As a kid, I shared a bunk bed with my younger brother and every night we'd argue about who had to turn off the light and make the frightful journey through the dark to the safety of his own covers. Eventually our parents bought us The Clapper which was swiftly taken away from us due to the racket we made every night for fun...
Around here, it started in January. All of sudden, several repertory and arthouse theaters had Back to Future II on their marquees. This kind of stuff is normal in the summer, when it's super hot and folks are seeking a little respite in the AC, or the "Movies in the _____" take over parks and swimming pools and gardens. But Back to Future II popping up all over on Martin Luther King Day weekend?
"Wetter is better." Never has a marketing campaign worked so well on yours truly. The original Super Soaker 50 was the true great gift lust (well, that and a by-then unpurchaseable Fireball Island game) my version of Ralphie's Red Ryder. And nothing was sweeter than that moment on my [9th? 10th?] mid-June birthday...which is a pretty great time to get a giant pressurized neon water gun.
For many years, it was no longer about finding Waldo, but about turning the pages and pointing out where I knew he was, and trying to make it to the end of the book as fast as possible. Cause - between the ages of eight and ten - I had those suckers memorized.
But, that was decades ago, and my visual cues are all gone.
I know the first thing that blew my mind, creatively. I mean, I remember especially liking the "Under the Sea" part of The Little Mermaid when I saw it in the theater, and realizing that I could tell the difference between early moptop Beatles singles and the more experimental stuff that came later, but I distinctly remember the first time I was like, "Man, this is real craftsmanship"... or whatever word made since to me at age seven or eight.
Many of my earliest creative memories are sitting on that awful burnt orange rug in our basement floor, listening to LPs on my brown plastic Fisher Price record player, and putting together [seemingly] elaborate edifices with construction toys. Honestly, though the specifics have been slightly updated, it's basically how I spent last evening - in the basement, listening to music, and putting stuff together.
See, both my parents were science teachers, and I always had many more engineering-style toys than action figures, and while many kids love their LEGOs, I was always into the (sadly discontinued) Construx and Ramagons, and that kinetic masterpiece, the Erector set.
I haven't carved a pumpkin in years. I didn't really like doing it as a kid, and I especially don't like doing it now. Will I clean a sugar pumpkin out and cook with it? Absolutely. But a decorative job? For some reason...not for me.
Which is why I'm especially appreciative when some inspired home squash
Whether by urban legend or repeatable data, anyone that grew up with a Nintendo Entertainment System was aware of the, "when the game won't load, you show blow into the catridge, and even the system," particularly on pesky games like the metallic cased "The Legend of Zelda." I'm even willing to bet that that characteristic soundbite of forced air rushing around a 4x1" plastic hollow would be instantly recognized by anyone born from 1975-90.
But...did it actually work?
As if the guy couldn't be more endearing, here's something to warm your crafty heart: Mister Rogers' famed cardigans, which he pulled out of the closet to start each episode, were all knitted by hand...by his mom.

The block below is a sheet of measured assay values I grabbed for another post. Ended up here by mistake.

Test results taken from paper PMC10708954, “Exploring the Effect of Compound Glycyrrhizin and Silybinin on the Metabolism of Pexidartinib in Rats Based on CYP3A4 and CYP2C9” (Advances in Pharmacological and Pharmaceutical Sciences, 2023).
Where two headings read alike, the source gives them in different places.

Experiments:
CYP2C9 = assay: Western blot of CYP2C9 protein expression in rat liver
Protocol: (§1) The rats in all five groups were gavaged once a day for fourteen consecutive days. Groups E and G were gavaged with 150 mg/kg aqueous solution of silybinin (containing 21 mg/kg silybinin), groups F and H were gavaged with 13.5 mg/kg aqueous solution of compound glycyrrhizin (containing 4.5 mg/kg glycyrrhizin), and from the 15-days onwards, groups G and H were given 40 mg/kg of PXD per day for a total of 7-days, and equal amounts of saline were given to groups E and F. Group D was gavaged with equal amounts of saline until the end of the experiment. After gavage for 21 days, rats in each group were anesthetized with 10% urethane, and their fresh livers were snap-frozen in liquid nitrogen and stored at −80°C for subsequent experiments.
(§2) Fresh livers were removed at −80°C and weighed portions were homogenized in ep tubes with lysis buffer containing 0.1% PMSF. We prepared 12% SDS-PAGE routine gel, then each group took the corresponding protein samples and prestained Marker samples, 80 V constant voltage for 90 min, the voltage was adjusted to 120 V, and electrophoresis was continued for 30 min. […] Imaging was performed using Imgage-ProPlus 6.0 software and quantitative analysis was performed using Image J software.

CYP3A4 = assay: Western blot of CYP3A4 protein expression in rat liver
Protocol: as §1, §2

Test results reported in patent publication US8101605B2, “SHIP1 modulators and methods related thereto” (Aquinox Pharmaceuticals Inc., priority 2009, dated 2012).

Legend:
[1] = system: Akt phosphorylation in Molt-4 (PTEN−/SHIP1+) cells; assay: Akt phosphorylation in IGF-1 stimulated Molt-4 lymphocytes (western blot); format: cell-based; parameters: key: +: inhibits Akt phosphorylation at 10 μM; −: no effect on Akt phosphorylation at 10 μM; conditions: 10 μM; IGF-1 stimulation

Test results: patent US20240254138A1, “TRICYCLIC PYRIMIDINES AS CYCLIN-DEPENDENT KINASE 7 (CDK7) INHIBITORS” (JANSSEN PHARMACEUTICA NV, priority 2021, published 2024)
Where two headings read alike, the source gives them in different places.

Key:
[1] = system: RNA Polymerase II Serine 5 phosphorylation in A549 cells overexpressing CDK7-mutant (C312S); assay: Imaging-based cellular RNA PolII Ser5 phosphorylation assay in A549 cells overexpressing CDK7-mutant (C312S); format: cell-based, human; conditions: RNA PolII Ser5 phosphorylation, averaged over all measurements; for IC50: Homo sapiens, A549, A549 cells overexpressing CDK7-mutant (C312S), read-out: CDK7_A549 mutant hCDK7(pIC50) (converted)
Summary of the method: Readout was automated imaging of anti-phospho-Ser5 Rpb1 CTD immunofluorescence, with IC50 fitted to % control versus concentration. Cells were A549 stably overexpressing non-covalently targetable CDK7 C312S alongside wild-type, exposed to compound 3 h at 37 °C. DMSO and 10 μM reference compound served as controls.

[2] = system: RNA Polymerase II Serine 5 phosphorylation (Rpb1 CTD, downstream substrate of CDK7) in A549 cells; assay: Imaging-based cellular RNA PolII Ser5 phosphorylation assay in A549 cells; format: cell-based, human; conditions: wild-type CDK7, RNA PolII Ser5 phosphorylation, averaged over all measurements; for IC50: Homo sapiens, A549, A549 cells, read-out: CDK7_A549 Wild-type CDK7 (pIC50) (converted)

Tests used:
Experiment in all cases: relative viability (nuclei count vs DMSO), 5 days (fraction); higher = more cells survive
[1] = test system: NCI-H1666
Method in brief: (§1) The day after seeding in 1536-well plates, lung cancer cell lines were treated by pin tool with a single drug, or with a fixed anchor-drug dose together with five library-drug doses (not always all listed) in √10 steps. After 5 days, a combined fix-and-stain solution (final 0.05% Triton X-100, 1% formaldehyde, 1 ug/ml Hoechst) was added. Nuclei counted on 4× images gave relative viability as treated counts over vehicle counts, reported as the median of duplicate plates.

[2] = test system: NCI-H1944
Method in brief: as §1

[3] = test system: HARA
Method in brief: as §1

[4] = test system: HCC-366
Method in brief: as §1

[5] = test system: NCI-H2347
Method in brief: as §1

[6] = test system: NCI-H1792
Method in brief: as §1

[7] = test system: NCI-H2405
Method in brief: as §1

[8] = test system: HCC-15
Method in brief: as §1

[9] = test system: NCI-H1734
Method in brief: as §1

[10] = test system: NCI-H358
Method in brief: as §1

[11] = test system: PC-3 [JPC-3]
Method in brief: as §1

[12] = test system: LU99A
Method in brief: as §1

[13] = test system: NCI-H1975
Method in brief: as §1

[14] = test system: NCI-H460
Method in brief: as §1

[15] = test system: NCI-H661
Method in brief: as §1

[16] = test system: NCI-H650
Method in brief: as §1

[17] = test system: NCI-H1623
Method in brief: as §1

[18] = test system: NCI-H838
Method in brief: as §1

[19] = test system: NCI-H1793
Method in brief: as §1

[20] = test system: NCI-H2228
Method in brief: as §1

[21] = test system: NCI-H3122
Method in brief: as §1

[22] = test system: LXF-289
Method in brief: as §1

There's nothing like one of your favorite things from childhood (The Princess Bride) joining hands with something you love as an adult (great design) for the purpose of something you like plenty (wine) at something you strive to support (independent movie theaters).
Enter The Bottle of Wits, which is each of those beloved things, and probably more.
I maintain that all men should have at least one dress shirt with link cuffs, single for the minimalists and French for the snazzier. I also maintain that on said dress shirt you should wear cufflinks beyond simple metal or glass buttons, something with a sense of humor. Like, perhaps, this brand new line featuring all things Star Wars.
When I was a kid, I loved nearly everything about Ducktales - the myth and culture-based plotlines, that guy that could count everything really fast then turn into a robot, to the oh-so-evil and impossibly named Flintheart Glomgold. But, even as a five-year-old, I was a skeptic about the famous Moneybin. I even remember asking my dad how it was possible to land on a giant pile of coins and sinking in, instead of just going splat on the surface. I even got out a jar of pennies and jammed them with my fist to see if I could break through.
Do you remember when you were a kid, and your friend's houses always seemed to have snacks that your parents never bought? For me, it was Capri Sun, frozen pizza, and Fruit Roll-Ups. I mean, yeah, I guess I appreciate my parents watching out for our health growing up, but boy, what I wouldn't have given for just one of those sweet, spiraly chewies after a day playing in the sun. Especially those ones that had the tongue tattoos! Oh man, remember?
In my late twenties, I still have a soft spot for those indulgences, and I've been known to sneak a box of Bagel Bites into the grocery cart. And my favorite thing to eat while on a road trip? Fruit leather, which is basically the grown-up version of a Fruit Roll-Up.
I came across this touch sensitive Super Mario Brothers question mark block lamp on Etsy the other day and was really excited because...well, I'm a geek who grew up in the 80s. I mean, how cool is it that you can "punch" that infamous 8-bit block hanging from the ceiling and it lights up?
But when got me even more excited was when I learned that Bryan Duxbury, the creator of the lamp, also sells